Though arcades don’t maintain the same presence in the West as they once did, the key takeaways of coin-op design are as valuable today as ever. In this reprint from the October 1996 issue of Game Developer magazine, Jeff Brown and James Plamondon outline ‘The Four Laws of Coin-Op’ to be broken at the designer’s peril.

If you’ve ever played Star Castle, Defender, Mortal Kombat or Daytona USA, then you’ve experienced the pulse-pounding rush of great coin-op game design. As a PC game developer yourself, you know a good game when you see one. But knowing it’s good and knowing why it’s good are two very different things. Being able to design a coin-op game yourself is something else entirely.

This article reveals the secrets of the coin-op masters. It is based on a series of interviews with some of the most successful coin-op game designers in the world. With high-end PCs emerging as the new standard platform for coin-op game design, your experience in PC game development and the experts’ experience in coin-op game design should produce a new market for PC-based coin-op games that can be very profitable to both—and a heck of a lot of fun.
It’s the Law

We interviewed many stars, such as Ed Logg, designer of Centipede, Gauntlet, and Steel Talons, Richard Ditton, founder of Incredible Technologies whose credits include Capcom Bowling and Time Killers, as well as designers at Williams and Rare (makers of Killer Instinct). We asked specific and open-ended questions about what coin-op games were the best and why — and what general rules they used when designing coin-op games. The answers, while varying widely, uniformly agreed on the key concepts described below. These, then, are the core design principles — the laws, if you will — of coin-op game design.

As with all laws, you can break them if you wish, and you may even get away with it — but you’re running a nearly 100% risk of failure if you violate these laws without first internalizing them completely.

Brown’s First Law: Be Simple and Intuitive

A coin-op game’s controls, objectives, choices, and reasons for loss must be simple and intuitive on the first play.

Nobody reads the instructions in a coin-op game, at least not until they’ve played the game and realized that the controls have greater depth than they first imagined (see Law #4, Depth, below). Players have to be able to walk up to the machine, drop in a coin, start playing, and do well enough on the very first play to feel good enough about their performance to think that they (and therefore the game) are pretty darn good. If a game fails to obey this law, the players will walk away after their first coin — a recipe for financial disaster.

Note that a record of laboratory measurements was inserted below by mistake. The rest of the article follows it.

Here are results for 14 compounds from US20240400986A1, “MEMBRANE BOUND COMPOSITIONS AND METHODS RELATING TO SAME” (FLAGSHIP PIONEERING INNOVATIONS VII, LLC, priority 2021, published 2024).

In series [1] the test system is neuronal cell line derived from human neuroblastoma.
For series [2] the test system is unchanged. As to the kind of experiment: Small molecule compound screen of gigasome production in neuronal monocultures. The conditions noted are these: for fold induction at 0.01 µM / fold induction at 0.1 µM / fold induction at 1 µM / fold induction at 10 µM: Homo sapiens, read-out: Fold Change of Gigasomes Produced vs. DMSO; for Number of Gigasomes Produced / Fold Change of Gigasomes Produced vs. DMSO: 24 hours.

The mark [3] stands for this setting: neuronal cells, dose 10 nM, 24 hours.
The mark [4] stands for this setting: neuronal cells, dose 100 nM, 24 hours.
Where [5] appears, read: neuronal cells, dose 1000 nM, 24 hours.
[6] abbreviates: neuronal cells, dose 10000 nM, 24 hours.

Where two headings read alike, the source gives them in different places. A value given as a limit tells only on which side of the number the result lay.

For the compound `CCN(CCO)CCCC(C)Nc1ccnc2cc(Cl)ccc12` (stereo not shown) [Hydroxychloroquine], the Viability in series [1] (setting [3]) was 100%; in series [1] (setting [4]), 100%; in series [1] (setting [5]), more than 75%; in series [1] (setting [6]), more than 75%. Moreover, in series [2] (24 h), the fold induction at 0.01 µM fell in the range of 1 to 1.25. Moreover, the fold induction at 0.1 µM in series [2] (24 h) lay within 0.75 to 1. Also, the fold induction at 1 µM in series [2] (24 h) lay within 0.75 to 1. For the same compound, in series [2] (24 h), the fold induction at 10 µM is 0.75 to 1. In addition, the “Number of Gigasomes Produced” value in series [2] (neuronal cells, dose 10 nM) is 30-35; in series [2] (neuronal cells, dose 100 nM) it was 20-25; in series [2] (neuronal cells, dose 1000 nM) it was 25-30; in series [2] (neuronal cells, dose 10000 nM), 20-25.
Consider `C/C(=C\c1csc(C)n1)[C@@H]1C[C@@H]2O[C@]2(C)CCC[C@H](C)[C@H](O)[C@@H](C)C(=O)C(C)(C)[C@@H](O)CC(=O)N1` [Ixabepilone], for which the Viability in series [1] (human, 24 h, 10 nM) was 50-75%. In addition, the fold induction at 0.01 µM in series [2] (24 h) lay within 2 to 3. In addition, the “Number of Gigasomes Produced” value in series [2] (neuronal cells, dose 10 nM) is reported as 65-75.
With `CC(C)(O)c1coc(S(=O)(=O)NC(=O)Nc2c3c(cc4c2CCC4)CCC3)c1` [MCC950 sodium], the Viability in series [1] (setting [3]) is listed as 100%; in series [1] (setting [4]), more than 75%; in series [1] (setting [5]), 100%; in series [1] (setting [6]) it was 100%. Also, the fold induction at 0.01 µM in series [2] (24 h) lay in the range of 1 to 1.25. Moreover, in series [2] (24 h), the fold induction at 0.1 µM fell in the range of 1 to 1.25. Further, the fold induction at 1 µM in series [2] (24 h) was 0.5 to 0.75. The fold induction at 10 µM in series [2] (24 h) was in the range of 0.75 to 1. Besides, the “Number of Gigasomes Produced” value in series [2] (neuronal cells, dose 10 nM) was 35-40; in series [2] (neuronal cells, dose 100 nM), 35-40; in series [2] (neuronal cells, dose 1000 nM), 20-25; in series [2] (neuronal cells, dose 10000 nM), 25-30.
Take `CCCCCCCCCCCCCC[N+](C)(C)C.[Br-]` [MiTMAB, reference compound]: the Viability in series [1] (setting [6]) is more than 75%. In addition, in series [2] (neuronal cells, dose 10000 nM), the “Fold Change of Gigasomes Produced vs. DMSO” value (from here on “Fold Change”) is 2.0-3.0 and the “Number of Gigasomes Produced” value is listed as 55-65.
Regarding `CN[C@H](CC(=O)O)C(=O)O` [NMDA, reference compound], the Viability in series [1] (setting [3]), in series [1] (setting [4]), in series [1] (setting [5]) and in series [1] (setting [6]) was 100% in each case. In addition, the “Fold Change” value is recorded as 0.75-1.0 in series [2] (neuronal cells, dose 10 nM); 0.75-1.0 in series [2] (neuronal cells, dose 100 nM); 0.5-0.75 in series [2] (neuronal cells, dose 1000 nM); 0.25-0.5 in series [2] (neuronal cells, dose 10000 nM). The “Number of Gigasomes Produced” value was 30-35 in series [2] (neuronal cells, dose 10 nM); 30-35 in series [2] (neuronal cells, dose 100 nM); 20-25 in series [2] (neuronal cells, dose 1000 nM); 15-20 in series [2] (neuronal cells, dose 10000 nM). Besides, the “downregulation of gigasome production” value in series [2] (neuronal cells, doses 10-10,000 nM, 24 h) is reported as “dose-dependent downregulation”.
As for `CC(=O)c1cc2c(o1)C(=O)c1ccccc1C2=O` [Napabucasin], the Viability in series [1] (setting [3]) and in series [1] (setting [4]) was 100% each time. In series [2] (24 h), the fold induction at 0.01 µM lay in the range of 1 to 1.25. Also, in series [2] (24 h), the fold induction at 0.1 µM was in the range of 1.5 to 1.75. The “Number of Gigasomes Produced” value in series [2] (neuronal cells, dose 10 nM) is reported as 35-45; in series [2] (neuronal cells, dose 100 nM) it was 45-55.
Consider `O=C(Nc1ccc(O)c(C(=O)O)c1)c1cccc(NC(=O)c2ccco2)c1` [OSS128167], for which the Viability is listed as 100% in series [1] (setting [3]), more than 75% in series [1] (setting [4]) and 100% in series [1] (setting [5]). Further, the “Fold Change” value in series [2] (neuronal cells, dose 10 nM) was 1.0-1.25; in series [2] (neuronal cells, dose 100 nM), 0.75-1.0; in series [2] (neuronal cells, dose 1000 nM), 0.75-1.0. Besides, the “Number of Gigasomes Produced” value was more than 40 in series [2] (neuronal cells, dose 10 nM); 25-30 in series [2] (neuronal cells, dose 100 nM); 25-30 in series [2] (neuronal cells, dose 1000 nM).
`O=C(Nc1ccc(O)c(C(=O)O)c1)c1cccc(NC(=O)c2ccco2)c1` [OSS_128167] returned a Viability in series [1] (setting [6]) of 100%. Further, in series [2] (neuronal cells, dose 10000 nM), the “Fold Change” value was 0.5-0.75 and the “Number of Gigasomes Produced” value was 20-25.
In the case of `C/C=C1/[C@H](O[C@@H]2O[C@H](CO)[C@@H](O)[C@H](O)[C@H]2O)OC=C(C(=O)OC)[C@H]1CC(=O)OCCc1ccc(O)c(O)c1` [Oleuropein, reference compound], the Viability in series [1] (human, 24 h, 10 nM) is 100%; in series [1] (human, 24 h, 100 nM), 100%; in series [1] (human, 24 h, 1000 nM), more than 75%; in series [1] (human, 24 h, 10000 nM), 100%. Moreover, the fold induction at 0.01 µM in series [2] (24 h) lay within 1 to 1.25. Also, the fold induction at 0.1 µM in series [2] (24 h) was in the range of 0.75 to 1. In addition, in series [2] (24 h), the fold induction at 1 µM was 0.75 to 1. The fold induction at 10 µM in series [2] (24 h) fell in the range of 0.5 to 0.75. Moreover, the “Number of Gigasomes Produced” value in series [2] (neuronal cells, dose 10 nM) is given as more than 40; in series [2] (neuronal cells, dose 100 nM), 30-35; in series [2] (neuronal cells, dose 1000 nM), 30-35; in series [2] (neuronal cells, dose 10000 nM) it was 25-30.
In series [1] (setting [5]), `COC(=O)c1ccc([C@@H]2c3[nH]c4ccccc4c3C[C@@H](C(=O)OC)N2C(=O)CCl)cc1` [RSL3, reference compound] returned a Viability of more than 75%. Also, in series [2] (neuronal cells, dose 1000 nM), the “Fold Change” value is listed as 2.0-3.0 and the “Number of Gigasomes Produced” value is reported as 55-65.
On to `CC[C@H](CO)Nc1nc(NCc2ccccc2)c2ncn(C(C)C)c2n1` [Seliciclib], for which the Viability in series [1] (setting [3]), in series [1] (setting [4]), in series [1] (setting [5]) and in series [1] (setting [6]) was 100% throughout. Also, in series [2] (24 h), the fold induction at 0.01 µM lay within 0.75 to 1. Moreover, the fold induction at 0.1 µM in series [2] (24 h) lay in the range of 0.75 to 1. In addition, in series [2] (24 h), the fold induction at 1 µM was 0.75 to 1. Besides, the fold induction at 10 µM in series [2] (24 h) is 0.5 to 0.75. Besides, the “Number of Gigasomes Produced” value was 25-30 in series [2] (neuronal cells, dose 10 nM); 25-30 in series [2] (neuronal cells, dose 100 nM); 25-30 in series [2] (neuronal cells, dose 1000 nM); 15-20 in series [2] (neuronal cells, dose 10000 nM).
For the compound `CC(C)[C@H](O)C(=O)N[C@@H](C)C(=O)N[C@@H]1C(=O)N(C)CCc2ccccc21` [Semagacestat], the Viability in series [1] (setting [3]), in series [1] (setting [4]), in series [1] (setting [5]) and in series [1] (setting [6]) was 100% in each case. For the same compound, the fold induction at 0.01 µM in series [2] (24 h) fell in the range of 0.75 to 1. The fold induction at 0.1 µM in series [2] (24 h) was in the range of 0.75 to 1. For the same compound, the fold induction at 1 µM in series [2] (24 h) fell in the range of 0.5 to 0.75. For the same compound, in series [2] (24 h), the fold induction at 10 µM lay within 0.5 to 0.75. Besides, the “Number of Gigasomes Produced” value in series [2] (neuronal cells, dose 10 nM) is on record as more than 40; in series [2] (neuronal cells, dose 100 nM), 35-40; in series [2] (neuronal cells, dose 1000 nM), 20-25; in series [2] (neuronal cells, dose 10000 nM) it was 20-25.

Capcom’s phenomenally successful Street Fighter II provides an excellent example of this law in action. Its controls consist of a joystick and six buttons. The joystick moves your fighter’s body, and the buttons activate kicks and punches. The six buttons are arranged in two rows. The three upper buttons control punches, while the three lower buttons control kicks — so there’s a natural mapping between upper body (which correlates to the upper buttons) and lower body (which correlates to the lower buttons). From left to right, the buttons progress from faster, lighter blows to slower, heavier blows. Anyone can just walk up to Street Fighter II and do pretty well in the first couple of rounds against the computer just by pounding quickly and randomly on the buttons. Once they’ve played a few times and have built a desire to improve, players might read the few simple instructions (or simply explore the controls’ behavior) and realize that the controls have greater depth.

The objective of the game is obvious to even the most casual passers-by. Two large, tough-looking characters start each game facing each other in stances that suggest impending confrontation. Even from the early days of the fighter genre, this was more than enough to teach a player what he was supposed to do: use his character to beat the crud out of the other character. Distinct life energy bars on each player’s side of the screen and a large centralized timer communicate the specific objectives—namely, pound your opponent until his life energy is gone, or at least drive it lower than your own bar before time runs out.